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Man Alleges UPS Did Not Hire Him Because He Had Been Born a Female

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A man who was born a female claimed that UPS didn’t hire him as a part-time package handler because the company had discriminated against him based on his gender, sexual orientation and disability. He filed a lawsuit and argued his case in court.

The man first applied to UPS in 2006, presenting himself as a female and submitting an application under his birth name. He was offered a job but turned it down for a position with another employer. In 2008, a UPS recruiter contacted the man about open positions, which is typically done for previous applicants. The man, who at the time was presenting himself as male, applied under his female birth name, but was wearing a “binder” – an apparatus for binding the breasts – and taking male hormones. He was also receiving social security benefits for a psychological disorder that prevented him for working full time.

He took a tour of a UPS facility in Minneapolis, but was twice turned down for an interview because he hadn’t yet completed an online application – he claimed he was having trouble with the online submission. He was eventually granted an interview, which concluded with the interviewer informing him that UPS was not hiring at the time. He contacted UPS later, was set up for another tour, but was not signed up for an interview because he’d already been interviewed.

The man then sued UPS, alleging discrimination in violation of the Minnesota Human Rights Act, the Civil Rights Act and the ADA (Americans with Disabilities Act). The district court granted summary judgment favoring UPS, as judges did not believe the plaintiff had successfully argued a case that could move to trial.

On appeal, the man asserted that he had been discriminated against because he had not conformed to gender stereotypes or had been perceived as transgendered. But he couldn’t offer any evidence proving that the interviewer knew he was transgendered. When interviewed, the man had not undergone any surgery for gender reassignment, had no facial hair and was wearing his hair cut short. There was likewise no mention of gender during the interview. Considering the female name on the application, the interviewer might have perceived him as a female.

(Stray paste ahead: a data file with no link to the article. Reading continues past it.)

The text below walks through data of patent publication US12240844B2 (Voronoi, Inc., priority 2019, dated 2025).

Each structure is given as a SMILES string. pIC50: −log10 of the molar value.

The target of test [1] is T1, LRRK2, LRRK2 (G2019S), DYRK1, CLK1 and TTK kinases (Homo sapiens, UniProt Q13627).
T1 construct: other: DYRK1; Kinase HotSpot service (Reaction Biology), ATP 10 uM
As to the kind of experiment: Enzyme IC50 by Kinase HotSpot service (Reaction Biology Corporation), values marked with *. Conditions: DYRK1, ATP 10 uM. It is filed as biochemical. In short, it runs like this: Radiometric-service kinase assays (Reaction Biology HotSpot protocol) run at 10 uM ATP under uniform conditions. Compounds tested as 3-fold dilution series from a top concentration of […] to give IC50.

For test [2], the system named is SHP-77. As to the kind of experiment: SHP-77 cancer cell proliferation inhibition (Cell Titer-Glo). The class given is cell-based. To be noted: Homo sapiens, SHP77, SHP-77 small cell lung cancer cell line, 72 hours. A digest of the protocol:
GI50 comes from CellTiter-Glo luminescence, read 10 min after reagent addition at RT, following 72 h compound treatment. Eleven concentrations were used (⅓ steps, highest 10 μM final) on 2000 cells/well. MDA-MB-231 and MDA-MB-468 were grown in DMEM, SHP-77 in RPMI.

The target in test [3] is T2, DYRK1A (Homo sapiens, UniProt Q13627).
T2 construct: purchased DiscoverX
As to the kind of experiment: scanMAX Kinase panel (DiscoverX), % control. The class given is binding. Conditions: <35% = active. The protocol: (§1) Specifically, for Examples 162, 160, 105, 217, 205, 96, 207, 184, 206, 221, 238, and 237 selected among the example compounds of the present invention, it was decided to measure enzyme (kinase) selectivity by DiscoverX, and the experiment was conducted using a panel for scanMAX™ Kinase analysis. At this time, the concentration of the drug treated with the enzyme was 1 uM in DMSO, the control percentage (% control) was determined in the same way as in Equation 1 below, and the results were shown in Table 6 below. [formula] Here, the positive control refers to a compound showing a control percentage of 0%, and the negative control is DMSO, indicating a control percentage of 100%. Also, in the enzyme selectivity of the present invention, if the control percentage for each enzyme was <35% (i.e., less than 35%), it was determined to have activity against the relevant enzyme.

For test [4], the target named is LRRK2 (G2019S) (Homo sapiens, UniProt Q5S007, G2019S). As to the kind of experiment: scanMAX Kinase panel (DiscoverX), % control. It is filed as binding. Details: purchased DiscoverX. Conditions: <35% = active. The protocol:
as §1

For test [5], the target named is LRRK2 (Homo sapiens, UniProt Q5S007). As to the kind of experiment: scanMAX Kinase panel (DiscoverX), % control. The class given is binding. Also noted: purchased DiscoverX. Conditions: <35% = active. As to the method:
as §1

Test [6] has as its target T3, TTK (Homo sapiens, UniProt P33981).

Even if the interviewer was aware that the man was transgendered, the plaintiff couldn’t show pretext for UPS not hiring him. The interviewer’s statement that the company wasn’t hiring, according to testimony from UPS, wasn’t true. But it doesn’t prove discrimination, as internal documents specified legitimate reasons for not hiring.

The plaintiff further argued that the “uneven application” of job criteria among other applicants showed that UPS had discriminated against him. He wasn’t hired for poor job history and previously working at FedEx, in a similar position, for less than a year. Another applicant was hired despite quitting a similar job, but he was interviewed by another person and had indicated why he quit the job. Other applicants were hired regardless of having no job history, but appellate judges saw a distinction between a poor job history and having no prior employment.

In the end, the man was unable to disprove the company’s proffered reasons for not hiring him. Consequently, the district court’s dismissal of his case was affirmed.

Man Alleges UPS Did Not Hire Him Because He Had Been Born a Female by
Authored by: Harrison Barnes